Fortunately we knew it, the border between Laos and Cambodia was not the most friendly. All the reasons are valid to extort you some dollars. It began at the exit of Laos where customs officer asked us 2$ each to get out exit stamps. We heard if you insist and wait, sometimes they give away. It was not really important for us to save our 2$ but we didn’t want to give away before this fraud. After 45mn of rejection, they asked us if we have some kips (laotian currency). Noting they didn’t want to abandon we accepted and gave them our kips, we had a bit more of 2$. We tried.
Then Cambodian border. After escaped the fake doctor who take your temperature and then ask you 2$, we asked our visas, 30$ each. They wanted 35$. Of course, 5$ for the stamp! We did smiling and stupid people, we didn’t understand. They decided to give back our passports, we stamped them a bit further. Let’s go! It was almost noon.
Our first day on the Cambodians roads is memorable. The heat was stuffy. We hadn’t warm like that for long time. The road was not always good, some asphalt parts alternate with red soil roads. When trucks and cars passed, we ate the dust. Drivers drove very fast and horned to say that they were arriving but they won’t slow down. Besides blazing fields and roadsides asphyxiated us with their thick smock. Shadow was rare and the small restaurants on the way were absent. Houses on stilts strewed the roadsides. Fanchon couldn’t put up with her saddle. We didn’t know why. We rode this day a bit more than 85km to reach Stung Treng, the first city of the region. We stayed only one night and took a night bus to Phnom-Penh because here if you buy a seat you have to buy a whole bicycle.
Phnom-Penh is the capital city of Cambodia. There is not many things to do but the atmosphere is nice. We spent 6 days, just the time to wait our visas to Myanmar. To killing time, we spent several hours in the library of the french institute full of interesting books. We saw the national library too but it is very poor and books are old. In the french institute we participated in a conference about architecture and paintings of Buddhist temples before 1975. It was very interesting, after that we looked the temple with new eyes.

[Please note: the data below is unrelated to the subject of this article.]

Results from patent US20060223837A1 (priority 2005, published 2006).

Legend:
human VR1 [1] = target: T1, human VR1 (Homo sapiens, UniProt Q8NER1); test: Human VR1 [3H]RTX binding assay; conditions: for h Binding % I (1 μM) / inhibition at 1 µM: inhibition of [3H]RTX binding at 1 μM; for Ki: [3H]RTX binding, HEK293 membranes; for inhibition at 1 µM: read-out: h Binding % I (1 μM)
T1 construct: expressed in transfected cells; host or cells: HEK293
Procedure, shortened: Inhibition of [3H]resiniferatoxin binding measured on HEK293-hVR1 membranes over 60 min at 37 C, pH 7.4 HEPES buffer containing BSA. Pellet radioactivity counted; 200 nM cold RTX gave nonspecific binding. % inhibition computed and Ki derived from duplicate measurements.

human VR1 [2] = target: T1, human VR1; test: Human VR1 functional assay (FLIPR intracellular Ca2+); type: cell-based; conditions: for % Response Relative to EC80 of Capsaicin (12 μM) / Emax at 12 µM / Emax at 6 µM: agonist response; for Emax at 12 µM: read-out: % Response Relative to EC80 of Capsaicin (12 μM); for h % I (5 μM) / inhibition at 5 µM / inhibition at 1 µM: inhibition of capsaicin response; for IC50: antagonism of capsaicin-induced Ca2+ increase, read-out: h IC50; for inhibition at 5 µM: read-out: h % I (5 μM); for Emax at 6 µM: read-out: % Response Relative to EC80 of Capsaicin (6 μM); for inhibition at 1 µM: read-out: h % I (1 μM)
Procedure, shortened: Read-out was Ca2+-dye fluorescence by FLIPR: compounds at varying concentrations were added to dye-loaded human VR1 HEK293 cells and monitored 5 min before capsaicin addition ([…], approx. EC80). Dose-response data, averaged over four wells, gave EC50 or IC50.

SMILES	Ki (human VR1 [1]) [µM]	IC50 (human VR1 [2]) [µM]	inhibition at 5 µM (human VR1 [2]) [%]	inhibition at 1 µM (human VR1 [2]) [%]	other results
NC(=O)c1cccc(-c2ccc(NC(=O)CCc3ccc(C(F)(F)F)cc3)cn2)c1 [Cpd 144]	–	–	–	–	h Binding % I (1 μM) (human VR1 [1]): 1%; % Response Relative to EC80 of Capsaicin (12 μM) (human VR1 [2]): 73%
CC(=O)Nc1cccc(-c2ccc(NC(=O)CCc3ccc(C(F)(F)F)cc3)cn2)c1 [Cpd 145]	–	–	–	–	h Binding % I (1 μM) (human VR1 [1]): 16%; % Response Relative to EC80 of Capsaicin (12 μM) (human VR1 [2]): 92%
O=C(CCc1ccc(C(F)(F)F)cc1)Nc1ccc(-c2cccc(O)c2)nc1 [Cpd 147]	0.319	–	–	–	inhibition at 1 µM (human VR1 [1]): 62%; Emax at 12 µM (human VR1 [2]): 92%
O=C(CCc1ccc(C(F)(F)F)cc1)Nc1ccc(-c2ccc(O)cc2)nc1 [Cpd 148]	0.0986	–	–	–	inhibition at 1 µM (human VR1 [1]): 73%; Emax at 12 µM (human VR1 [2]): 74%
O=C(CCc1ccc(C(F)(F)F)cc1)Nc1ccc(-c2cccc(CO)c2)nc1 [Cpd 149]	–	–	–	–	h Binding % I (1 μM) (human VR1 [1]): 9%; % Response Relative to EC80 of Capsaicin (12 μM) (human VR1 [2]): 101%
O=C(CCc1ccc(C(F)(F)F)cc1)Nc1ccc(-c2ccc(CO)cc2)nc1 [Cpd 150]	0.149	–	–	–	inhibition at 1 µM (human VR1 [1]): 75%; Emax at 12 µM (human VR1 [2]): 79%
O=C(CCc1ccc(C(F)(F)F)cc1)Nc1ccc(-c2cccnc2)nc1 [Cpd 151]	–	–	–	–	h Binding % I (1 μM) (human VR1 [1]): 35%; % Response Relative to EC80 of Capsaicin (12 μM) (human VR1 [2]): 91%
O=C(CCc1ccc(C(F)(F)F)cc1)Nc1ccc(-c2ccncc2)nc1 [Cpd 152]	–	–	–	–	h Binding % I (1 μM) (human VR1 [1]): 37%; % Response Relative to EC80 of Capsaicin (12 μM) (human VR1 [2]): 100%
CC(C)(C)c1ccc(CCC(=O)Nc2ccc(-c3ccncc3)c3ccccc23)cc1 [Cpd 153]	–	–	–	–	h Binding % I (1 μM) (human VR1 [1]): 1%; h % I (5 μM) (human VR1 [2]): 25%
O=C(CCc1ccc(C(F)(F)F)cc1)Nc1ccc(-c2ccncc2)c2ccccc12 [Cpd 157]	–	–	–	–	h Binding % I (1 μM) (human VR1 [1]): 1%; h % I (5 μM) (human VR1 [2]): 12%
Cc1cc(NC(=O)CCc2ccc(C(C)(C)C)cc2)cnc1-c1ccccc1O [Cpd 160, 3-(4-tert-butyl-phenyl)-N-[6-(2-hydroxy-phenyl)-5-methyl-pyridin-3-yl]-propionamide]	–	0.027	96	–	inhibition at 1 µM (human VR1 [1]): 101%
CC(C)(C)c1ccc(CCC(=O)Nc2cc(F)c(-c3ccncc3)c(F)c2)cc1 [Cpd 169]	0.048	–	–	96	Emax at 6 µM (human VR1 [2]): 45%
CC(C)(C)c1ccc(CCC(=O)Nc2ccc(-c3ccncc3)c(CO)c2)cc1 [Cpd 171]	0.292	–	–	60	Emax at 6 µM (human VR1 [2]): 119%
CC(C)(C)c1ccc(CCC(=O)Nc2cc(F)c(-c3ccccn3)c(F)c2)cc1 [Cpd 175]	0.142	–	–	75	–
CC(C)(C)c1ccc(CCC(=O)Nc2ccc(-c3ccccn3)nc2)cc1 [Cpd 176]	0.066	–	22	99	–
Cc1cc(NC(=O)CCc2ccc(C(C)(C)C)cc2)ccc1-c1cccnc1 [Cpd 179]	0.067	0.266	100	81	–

In Phnom-Penh, we visited also the S-21. This ancient college was transformed in jail during the Khmers Rouges period, starting from 1975. Today accessible for visitors, this place tries to testify about this terrible period and this one doesn’t forget by people.
The Khmers Rouges took the power after several years of civil war. At the beginning, the people welcomed with enthusiasm this new Communist regime. They were quickly disappointed. Between 1975 and 1979, when they ruled Cambodia, the Khmers Rouges set a very violent dictatorship.
As soon as they arrived in the capital city, with the pretext of a near American bombardment (they were numerous on the Hô Chi Minh road along the Vietnamese border), the Khmers Rouges evacuated the population of Phnom-penh, i.e. about two millions of people. They were forced to “provisorily” leave their home and walk to the countrysides, in disastrous conditions. Old people, pregnant women and sick people were with everybody.
The government politic headed to exterminate “the new people” : professors, military people, intellectuals, students, engineers… in favour of “the basic people” the peasants. The democratic Kampuchea government wanted to re-educate all the people to destroy the idea of private property and all the cultural bearings leading to the ancient society. The currency was abolished. Families were dismantled, the villagers mixed to avoid any possibility of organised opposition. The collectivization caused the rationing of food. But the poor management of the agriculture put the country in famine. Away from modernity, people were forced to leave the machine and work as beast. During this time, a large part of the population died of hunger.
Numerous prisons were erected in all the country and torture centers were used to make talk the spies, innocent who finished by confess to acts they didn’t committed. “It is better to kill an innocent than to keep alive an enemy”.